Getting in touch with the power that drives the Universe...
I never cease to be astonished by the ability of artists to capture messages of the Spirit. A song of Martina McBride's has had a profound effect upon me. You can view it here:
When Martina sings those lyrics, I am stupefied by the depth of meaning there:
These thoughts were in my mind as I recently went to a community forum in Oceanside which dealt with the ongoing social, political and economic challenges of homelessness in that community. I was there out of personal interest developed through my interactions with homeless people during my church's urban mission trips to inner city San Diego which I organize and lead. I was at the forum to gain perspective about how I can personally engage the homeless, understand their plight and address their needs. Also, I wanted to help my own community of Fallbrook understand the problem and perhaps begin a dialogue about how to meet the needs of our own homeless population.
A panel of experts introduced themselves and the work that they do for the homeless, as well as their perspective on the problems and opportunities they envision in working with that group. When a call for audience questions and comments was made, a senior woman remarked that she wished "we could give each homeless person a plane ticket home" to rid ourselves of their burdens.
I was shocked.
I couldn't believe that anyone would have the audacity to express such an oversimplified solution to a difficult, complex people-problem in a such a public place. I was embarrassed by her insensitivity and ignorance. Panel and audience members countered her hurtful remarks with a calmness and understanding that perhaps she didn't deserve but nevertheless reflected well upon their own gracious spirits.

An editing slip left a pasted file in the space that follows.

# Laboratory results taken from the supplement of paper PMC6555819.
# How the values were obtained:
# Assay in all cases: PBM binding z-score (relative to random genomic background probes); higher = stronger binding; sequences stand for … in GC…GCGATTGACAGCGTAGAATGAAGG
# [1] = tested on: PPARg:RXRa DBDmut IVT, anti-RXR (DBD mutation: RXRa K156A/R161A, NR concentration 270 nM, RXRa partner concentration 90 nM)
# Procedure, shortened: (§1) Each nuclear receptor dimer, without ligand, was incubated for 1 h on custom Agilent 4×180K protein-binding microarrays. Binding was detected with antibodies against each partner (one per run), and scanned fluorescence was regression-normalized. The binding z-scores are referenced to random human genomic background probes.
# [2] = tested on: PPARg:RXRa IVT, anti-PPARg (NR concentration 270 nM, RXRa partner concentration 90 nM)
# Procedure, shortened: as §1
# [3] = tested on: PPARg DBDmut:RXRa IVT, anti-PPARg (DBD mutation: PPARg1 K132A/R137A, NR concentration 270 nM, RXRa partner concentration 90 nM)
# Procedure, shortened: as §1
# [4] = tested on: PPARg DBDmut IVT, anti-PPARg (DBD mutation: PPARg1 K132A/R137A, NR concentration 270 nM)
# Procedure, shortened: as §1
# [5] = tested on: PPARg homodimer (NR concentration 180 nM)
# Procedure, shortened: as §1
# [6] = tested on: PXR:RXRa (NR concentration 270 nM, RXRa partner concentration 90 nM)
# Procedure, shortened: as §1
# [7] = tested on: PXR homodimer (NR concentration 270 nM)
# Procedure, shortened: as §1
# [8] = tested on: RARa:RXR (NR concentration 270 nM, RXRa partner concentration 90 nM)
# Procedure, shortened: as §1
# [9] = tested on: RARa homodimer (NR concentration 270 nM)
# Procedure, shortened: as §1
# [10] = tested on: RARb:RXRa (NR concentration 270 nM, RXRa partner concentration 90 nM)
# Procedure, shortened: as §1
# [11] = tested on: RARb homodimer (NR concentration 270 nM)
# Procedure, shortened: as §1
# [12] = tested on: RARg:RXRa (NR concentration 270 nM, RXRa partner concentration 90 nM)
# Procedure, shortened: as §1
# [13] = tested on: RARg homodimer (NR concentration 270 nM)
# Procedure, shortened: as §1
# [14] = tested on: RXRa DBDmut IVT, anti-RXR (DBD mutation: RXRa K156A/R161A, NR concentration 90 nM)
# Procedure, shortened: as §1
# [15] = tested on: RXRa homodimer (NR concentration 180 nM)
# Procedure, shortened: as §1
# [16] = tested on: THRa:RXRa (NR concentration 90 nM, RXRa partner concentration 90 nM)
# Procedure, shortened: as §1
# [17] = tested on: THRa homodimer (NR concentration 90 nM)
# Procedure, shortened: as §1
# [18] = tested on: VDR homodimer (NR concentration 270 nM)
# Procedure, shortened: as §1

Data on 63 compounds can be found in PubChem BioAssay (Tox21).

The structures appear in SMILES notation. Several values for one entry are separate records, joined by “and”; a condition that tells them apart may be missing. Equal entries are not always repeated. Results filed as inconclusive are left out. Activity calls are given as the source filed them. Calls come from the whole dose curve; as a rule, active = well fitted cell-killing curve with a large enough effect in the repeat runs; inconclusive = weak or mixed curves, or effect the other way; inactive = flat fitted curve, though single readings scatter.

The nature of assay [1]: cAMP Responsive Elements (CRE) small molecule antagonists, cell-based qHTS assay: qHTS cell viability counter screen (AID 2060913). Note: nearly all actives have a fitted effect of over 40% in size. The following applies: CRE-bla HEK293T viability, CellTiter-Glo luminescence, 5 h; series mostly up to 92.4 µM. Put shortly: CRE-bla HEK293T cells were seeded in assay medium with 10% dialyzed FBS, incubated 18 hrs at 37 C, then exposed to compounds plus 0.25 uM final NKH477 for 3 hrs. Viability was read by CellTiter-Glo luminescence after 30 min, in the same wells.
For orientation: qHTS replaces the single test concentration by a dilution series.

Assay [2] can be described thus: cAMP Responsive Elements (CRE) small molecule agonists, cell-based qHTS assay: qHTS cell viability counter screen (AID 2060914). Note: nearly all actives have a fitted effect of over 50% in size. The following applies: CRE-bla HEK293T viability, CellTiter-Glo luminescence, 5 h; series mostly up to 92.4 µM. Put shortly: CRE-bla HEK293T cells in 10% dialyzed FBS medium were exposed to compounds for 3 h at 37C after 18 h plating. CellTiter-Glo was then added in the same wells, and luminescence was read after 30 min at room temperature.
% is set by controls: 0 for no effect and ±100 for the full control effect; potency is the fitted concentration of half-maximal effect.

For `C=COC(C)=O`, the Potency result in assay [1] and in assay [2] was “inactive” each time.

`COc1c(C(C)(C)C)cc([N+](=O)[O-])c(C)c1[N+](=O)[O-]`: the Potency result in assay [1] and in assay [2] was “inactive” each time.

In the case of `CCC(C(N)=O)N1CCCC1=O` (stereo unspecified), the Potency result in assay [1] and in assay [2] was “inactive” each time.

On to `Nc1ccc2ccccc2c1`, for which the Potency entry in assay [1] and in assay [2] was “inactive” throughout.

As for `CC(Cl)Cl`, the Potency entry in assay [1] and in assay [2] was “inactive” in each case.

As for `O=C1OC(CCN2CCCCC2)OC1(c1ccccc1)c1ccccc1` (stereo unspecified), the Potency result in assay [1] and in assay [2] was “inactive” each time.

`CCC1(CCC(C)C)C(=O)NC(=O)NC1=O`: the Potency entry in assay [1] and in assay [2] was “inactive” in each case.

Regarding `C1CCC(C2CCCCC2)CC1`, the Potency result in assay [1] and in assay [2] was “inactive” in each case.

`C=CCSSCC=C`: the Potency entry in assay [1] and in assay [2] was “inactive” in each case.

Later, there were comments made about providing centralized tent communities, transitional housing and the federal Housing First program that has had wonderful reviews from participating communities. It seems to me that such programs see homelessness as a matter of "carpentry." And indeed, houses are a significant part of the solution. The panel shared that rent prices are at all time highs, as vacancies are historically low. The housing market in San Diego city and the county as well present formidable obstacles to providing a house for people without a home. But it dawned on me that with a homeless population of some 10,000 people in the county, we could easily accommodate them by inviting them into our spare bedrooms! So to me, while the housing problem is a necessary component of any solution that addresses homelessness, it is not in itself sufficient to solve the problem. For that, people need a home.